How volunteering can boost your job prospects
In an increasingly crowded jobs market, having something that makes you stand out can be the difference between landing your dream position or heading back to the drawing board.
It could be a first-class degree from a top university or fluency in another language, but more and more people are turning to volunteering as a way to set themselves apart from the pack.
You might decide to work at a music festival in exchange for a free ticket or gain insights into the ever-expanding social enterprise sector by volunteering with a company like us.
But whatever you choose, signing up to help out with a business or charity brings incredible personal satisfaction, while also allowing you to pick up concrete skills that give you a leg up the careers ladder.
CV gold dust
It can be gold dust for your CV, giving you that extra-special something that makes an employer sit up and take notice of your application from the hundreds they might have received.
These days, most people find they have plenty to talk about when it comes to their education, but not many can say they spent six months mentoring young people or blogging for a publishing company.
And having this experience to draw on will also make the actual process of writing your CV a whole lot easier, meaning it's less likely you'll end up stretching the truth to the unlikeliest of proportions.
As you volunteer, you'll find you start to build up an impressive network of contacts that you just wouldn't have had access to without donating even just a bit of your free time.
With a bit of luck, you'll end up meeting someone to use as a reference when looking for jobs or chatting to people who have already found work in your industry about how they got their foot in the door.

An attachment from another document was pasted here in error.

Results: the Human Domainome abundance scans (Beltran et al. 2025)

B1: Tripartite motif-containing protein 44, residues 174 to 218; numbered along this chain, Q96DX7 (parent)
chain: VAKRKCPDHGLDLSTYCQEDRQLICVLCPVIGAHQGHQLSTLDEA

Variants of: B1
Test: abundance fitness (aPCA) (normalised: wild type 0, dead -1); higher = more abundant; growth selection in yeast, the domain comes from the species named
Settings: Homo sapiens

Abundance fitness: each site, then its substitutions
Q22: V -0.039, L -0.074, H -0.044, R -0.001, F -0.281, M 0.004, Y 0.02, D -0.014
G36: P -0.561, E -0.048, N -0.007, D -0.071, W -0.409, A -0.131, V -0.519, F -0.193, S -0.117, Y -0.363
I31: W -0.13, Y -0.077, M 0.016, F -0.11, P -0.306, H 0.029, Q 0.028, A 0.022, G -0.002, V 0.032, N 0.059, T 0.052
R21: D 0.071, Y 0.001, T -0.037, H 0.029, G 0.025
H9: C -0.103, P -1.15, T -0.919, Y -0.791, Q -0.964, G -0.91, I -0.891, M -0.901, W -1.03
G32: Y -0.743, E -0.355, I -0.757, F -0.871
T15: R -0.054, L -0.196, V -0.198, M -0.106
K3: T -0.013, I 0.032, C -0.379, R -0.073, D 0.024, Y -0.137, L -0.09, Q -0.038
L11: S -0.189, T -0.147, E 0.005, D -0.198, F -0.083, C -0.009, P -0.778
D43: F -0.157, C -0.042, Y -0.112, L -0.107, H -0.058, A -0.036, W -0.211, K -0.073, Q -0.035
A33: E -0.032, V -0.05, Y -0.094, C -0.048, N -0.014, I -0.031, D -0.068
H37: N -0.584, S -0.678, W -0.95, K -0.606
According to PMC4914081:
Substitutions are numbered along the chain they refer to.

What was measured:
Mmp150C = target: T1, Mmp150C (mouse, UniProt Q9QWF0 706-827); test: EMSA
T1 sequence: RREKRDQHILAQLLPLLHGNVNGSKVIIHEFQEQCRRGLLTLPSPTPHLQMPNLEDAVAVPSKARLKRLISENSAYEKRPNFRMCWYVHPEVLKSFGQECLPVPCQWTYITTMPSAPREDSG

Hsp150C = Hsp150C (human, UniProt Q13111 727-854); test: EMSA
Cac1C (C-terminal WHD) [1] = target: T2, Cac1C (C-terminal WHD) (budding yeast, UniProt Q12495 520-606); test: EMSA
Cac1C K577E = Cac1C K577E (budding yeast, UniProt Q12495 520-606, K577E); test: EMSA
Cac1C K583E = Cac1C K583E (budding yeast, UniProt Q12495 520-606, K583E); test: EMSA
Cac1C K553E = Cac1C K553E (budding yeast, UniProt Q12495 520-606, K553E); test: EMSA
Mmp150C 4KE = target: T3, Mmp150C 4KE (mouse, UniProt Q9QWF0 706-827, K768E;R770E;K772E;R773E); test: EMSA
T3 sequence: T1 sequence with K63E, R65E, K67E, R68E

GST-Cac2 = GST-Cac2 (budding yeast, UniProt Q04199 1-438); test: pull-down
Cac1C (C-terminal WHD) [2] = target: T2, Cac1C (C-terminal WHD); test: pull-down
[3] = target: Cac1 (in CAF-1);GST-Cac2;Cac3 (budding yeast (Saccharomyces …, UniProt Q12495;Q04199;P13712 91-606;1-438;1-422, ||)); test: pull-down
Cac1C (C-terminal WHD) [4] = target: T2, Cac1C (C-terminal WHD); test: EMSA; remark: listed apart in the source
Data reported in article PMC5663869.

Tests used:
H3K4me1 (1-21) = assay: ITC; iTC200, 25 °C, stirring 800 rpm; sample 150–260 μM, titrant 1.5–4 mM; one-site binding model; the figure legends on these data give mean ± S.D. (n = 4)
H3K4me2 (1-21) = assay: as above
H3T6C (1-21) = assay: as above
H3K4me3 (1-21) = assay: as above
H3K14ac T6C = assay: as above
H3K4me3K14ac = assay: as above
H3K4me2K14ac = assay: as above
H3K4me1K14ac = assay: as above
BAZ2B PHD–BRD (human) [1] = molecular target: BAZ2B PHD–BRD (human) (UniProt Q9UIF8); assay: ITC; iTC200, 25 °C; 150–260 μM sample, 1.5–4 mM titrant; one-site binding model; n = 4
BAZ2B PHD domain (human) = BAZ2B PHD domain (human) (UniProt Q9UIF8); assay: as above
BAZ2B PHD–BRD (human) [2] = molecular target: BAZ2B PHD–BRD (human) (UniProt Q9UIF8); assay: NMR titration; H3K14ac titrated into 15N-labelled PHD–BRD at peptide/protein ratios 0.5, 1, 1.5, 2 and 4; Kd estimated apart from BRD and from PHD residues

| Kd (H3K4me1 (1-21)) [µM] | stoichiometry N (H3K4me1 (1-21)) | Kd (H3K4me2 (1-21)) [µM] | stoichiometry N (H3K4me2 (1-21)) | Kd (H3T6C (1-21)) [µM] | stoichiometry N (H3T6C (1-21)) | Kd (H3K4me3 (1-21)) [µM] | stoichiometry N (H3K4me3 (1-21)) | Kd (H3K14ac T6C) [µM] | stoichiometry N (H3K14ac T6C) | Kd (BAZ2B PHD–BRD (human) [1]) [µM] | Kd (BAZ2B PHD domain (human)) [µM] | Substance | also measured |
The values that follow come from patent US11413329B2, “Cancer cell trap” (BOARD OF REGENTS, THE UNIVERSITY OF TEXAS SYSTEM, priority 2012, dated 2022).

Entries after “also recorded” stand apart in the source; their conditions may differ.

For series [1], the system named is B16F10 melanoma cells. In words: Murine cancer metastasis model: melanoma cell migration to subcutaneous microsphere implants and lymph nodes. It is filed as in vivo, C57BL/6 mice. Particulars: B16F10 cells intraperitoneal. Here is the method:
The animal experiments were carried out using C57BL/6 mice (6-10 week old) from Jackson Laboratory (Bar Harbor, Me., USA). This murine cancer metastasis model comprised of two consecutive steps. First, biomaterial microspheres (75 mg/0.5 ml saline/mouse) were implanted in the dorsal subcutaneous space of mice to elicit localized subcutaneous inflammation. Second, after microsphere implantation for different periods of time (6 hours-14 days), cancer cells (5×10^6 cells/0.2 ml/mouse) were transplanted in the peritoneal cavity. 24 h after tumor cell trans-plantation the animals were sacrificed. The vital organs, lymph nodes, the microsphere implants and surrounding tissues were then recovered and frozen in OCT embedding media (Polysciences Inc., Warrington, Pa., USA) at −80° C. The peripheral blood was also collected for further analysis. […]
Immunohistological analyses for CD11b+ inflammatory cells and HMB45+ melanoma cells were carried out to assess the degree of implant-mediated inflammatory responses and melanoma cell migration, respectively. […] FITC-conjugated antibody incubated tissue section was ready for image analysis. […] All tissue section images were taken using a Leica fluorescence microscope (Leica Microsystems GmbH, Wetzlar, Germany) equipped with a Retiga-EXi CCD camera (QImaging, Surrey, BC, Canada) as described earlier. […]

You'll get to know people just like you who could even become colleagues further down the line or else simply friends to talk to about your job search or professional life.
Sharpen your skills
Volunteering is also a great way to learn new skills. That could mean technical abilities that are specific to your industry, such as using a certain piece of equipment or getting your head around a specialist technique.
But in addition it means those softer skills that can really only be developed once you start to work with other people, including communication, personal organisation and teamwork.
Working pro bono – for instance with a translation agency or accountancy firm – could be a way to sharpen skills you've held for a long time, but rarely get the chance to use.
Boost in confidence
Alongside the benefits volunteering can bring to your career, there are countless ways it can be rewarding at a personal level, especially if you decide to work with a good cause or give something back to your community.
It can provide a real boost in confidence, showing you that you really can put skills you may have learnt in the classroom to use in the real world and allowing you to see what others think of your work.
This can help no end when it comes doing interviews for jobs or university places, as you'll have all the self-esteem that comes with achieving something really worthwhile.
Land a job
And, of course, who's to say that a voluntary position will stay that way?
As long as you show your full potential and impress your colleagues and managers, there's every possibility you'll go on to get a full-time job with the company you're working with.
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